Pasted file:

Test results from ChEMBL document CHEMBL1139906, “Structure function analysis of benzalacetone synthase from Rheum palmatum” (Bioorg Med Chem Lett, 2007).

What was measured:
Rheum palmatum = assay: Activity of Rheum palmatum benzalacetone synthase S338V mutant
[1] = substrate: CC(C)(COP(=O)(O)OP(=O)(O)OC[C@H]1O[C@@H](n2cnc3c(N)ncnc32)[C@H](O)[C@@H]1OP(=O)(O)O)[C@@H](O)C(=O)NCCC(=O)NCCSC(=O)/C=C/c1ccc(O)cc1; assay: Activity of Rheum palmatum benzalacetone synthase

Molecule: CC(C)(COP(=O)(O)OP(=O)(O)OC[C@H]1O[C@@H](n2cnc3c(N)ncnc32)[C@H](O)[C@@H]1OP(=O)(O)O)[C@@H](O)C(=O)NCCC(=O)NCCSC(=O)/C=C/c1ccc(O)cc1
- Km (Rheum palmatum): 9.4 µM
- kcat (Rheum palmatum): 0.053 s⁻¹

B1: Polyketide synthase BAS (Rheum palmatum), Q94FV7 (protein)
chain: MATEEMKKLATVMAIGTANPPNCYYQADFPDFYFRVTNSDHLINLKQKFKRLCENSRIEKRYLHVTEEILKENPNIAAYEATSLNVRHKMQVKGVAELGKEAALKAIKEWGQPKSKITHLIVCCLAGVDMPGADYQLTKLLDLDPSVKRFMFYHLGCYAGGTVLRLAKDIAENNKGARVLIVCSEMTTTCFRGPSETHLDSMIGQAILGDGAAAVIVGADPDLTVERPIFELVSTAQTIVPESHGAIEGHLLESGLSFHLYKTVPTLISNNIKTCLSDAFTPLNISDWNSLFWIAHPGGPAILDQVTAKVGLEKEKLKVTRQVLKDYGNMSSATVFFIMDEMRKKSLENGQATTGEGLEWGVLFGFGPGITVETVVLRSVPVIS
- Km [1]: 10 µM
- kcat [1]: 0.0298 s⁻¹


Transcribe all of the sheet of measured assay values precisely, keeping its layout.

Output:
Test results from ChEMBL document CHEMBL1139906, “Structure function analysis of benzalacetone synthase from Rheum palmatum” (Bioorg Med Chem Lett, 2007).

What was measured:
Rheum palmatum = assay: Activity of Rheum palmatum benzalacetone synthase S338V mutant
[1] = substrate: CC(C)(COP(=O)(O)OP(=O)(O)OC[C@H]1O[C@@H](n2cnc3c(N)ncnc32)[C@H](O)[C@@H]1OP(=O)(O)O)[C@@H](O)C(=O)NCCC(=O)NCCSC(=O)/C=C/c1ccc(O)cc1; assay: Activity of Rheum palmatum benzalacetone synthase

Molecule: CC(C)(COP(=O)(O)OP(=O)(O)OC[C@H]1O[C@@H](n2cnc3c(N)ncnc32)[C@H](O)[C@@H]1OP(=O)(O)O)[C@@H](O)C(=O)NCCC(=O)NCCSC(=O)/C=C/c1ccc(O)cc1
- Km (Rheum palmatum): 9.4 µM
- kcat (Rheum palmatum): 0.053 s⁻¹

B1: Polyketide synthase BAS (Rheum palmatum), Q94FV7 (protein)
chain: MATEEMKKLATVMAIGTANPPNCYYQADFPDFYFRVTNSDHLINLKQKFKRLCENSRIEKRYLHVTEEILKENPNIAAYEATSLNVRHKMQVKGVAELGKEAALKAIKEWGQPKSKITHLIVCCLAGVDMPGADYQLTKLLDLDPSVKRFMFYHLGCYAGGTVLRLAKDIAENNKGARVLIVCSEMTTTCFRGPSETHLDSMIGQAILGDGAAAVIVGADPDLTVERPIFELVSTAQTIVPESHGAIEGHLLESGLSFHLYKTVPTLISNNIKTCLSDAFTPLNISDWNSLFWIAHPGGPAILDQVTAKVGLEKEKLKVTRQVLKDYGNMSSATVFFIMDEMRKKSLENGQATTGEGLEWGVLFGFGPGITVETVVLRSVPVIS
- Km [1]: 10 µM
- kcat [1]: 0.0298 s⁻¹